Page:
Harry smiled and with a cheeky grin I asked, ‘Can you leave me your Hawaiian shirt?’ He shook his head, ‘Wouldn't suit you’ he replied with the most beautiful wink and a tilt of his head. At that moment I saw Harry for all he was. In our time together I got the very best of him. He appreciated me saying the unsaid. We spent a lot of time together after this day and we were much closer after it.”


The importance of celebrating life today

Maurie says the most important thing he learned while working in palliative care is that we don’t spend enough time telling people how we feel about them until they go. “You go to a funeral and you hear these amazing stories about people’s lives, their passions and their achievements. Why didn’t we talk about these things or know about them while they are still alive?”

His work in aged care allows him to learn something every day by discussing with people ‘from another time’. “A lot of them have an ‘old-time’ sense of humour, which is priceless and a lost art. My wife jokes all the time that she can’t believe I get paid to be a smart-arse all day! I spend the day provoking responses”. Maurie loves reporting on his interactions with the multi-disciplinary team of carers, helping them break through with some residents.

One of the challenges in his engagement specialist role is to interact with someone who can no longer communicate in a manner which can be easily understood. There is also a big part of his role which is to push some social boundaries to create a greater bond with people. “My job is to find the lines for each individual so that the care team can understand where it is. It’s a bit of a highwire act.”

What matters most

Maurie’s family has always discussed openly death and dying, and he knows what he wants when his day comes. “When I’m heading off, by my bedside, if it’s not sudden, I want music, banter and laughter. I’ve already chosen some of the photos that I want to be shown at my funeral and the songs. There are a few people I want to make peace with before I get there. Glenn & Matt, I say this for you.”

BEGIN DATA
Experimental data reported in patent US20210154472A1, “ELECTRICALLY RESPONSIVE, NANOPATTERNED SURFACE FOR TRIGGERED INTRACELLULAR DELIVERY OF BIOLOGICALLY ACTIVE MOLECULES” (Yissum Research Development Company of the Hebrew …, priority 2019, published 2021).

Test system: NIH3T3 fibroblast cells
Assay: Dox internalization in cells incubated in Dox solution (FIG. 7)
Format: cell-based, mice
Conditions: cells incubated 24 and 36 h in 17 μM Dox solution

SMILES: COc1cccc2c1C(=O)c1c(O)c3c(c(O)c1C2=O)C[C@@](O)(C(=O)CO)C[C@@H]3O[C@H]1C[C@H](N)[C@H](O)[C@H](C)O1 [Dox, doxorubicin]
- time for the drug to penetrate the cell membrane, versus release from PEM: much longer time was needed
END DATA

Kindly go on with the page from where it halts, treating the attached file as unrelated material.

He believes discussing death openly keeps us grounded, and that previous generations were much more open to this. “We don't do death so well. I recall an elder leaning forward and quietly saying "They die in here & nobody says anything" as she pointed at the empty bed across the room and looked back at me. I remember my mother, living in aged care, saying that sometimes you go to your place at the dining table & the lady who sat opposite you is not there anymore. ‘Why don't they say something’ she said.”

“The intention comes from kindness but in the end it’s patronising. An elder upset that there was no memorial offered for a deceased fellow resident once said to me ‘Makes me wonder if I'll be forgotten when I go’. I think the issue of death is generally a very big gap in today's world. And I think this explains reports about young people who seem oblivious to the potentially dangerous role they play in the potential spread of Coronavirus.”

Upon finishing the interview, Maurie insists on a quote that guides his work from Amadou Hampâté Bâ: Whenever an elder dies, a library burns down. “We need to keep these libraries open for as long as we can,” says Maurie. Even if it means keeping them open from across the window.

Maurie's story is part of our “It’s more than you think” series for National Palliative Care Week 2020.